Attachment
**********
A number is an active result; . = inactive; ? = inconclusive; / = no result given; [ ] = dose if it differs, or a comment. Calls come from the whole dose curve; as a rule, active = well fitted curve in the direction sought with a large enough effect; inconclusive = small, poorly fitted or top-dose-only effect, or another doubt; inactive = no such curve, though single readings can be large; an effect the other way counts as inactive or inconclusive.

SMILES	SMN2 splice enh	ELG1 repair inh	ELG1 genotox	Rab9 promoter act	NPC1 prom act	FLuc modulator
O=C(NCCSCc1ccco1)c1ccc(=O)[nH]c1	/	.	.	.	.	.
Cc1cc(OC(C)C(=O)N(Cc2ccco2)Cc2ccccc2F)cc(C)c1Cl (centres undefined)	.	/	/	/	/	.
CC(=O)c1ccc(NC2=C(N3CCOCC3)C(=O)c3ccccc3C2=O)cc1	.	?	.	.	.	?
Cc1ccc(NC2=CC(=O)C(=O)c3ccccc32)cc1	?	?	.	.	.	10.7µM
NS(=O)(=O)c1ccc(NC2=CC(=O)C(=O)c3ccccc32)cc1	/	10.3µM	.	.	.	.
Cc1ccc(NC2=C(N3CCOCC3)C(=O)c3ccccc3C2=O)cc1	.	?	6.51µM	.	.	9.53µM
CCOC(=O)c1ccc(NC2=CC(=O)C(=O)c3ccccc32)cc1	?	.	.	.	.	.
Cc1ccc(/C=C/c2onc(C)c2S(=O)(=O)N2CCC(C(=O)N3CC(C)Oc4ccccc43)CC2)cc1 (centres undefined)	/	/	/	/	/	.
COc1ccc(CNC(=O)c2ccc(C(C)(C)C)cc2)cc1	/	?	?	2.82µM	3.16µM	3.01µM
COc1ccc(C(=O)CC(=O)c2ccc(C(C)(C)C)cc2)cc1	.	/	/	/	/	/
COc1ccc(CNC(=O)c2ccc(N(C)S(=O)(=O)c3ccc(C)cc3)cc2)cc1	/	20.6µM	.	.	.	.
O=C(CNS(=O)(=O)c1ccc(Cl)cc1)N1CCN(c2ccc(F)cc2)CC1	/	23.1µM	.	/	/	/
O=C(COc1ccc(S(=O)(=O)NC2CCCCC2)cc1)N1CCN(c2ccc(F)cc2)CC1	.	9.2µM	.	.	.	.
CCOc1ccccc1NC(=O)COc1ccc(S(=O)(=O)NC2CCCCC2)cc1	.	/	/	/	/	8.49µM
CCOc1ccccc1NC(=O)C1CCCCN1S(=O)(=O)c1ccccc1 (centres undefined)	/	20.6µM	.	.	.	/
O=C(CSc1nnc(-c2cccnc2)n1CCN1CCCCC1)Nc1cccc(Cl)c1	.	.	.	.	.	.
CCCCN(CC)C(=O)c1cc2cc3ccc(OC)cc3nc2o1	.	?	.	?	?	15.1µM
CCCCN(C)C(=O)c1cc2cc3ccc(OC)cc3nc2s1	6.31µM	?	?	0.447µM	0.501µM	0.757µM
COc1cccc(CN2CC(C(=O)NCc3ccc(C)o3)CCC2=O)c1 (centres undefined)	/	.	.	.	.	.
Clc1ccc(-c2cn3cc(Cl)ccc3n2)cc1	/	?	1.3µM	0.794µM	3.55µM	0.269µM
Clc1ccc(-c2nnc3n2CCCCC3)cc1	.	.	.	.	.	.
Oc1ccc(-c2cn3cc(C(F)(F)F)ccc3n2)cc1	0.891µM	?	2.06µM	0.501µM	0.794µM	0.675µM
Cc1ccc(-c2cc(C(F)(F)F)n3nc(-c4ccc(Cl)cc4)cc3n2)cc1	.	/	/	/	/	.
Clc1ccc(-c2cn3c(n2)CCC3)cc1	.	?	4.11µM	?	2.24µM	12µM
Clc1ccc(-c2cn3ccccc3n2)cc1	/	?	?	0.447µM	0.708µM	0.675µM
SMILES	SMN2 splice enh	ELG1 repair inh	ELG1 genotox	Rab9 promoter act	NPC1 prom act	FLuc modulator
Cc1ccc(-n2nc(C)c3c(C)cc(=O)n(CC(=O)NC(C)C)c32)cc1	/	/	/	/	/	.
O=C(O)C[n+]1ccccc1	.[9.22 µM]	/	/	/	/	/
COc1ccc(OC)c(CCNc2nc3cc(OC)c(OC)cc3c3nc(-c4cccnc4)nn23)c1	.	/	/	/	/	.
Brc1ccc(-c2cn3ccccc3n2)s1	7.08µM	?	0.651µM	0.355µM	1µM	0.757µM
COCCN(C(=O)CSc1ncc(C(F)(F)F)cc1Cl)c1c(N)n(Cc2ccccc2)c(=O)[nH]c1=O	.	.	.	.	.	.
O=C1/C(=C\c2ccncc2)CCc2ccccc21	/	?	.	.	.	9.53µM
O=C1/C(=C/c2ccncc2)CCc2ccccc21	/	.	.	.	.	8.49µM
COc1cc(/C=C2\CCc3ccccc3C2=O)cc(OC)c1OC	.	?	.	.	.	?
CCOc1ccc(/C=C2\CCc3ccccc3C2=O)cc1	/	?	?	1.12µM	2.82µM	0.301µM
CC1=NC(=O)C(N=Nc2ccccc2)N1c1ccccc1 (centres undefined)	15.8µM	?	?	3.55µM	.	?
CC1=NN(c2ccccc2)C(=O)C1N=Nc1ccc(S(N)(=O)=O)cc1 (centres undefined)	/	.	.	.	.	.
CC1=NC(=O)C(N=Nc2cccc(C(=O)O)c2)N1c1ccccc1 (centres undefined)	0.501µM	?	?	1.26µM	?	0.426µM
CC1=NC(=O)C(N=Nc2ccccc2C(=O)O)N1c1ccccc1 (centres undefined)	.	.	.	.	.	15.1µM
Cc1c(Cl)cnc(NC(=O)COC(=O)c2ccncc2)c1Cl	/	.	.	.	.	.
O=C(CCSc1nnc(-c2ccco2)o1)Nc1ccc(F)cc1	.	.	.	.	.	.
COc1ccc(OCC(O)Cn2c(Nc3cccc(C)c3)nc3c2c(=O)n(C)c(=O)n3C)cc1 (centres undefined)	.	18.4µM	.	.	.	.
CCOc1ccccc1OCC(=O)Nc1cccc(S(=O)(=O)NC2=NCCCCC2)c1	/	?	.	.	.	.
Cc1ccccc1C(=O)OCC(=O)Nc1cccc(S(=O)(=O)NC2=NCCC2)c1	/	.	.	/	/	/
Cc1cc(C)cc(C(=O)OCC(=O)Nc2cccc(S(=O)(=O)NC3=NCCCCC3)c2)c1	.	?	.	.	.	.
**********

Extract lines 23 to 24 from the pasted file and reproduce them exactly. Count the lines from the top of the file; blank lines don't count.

Clc1ccc(-c2nnc3n2CCCCC3)cc1	.	.	.	.	.	.
Oc1ccc(-c2cn3cc(C(F)(F)F)ccc3n2)cc1	0.891µM	?	2.06µM	0.501µM	0.794µM	0.675µM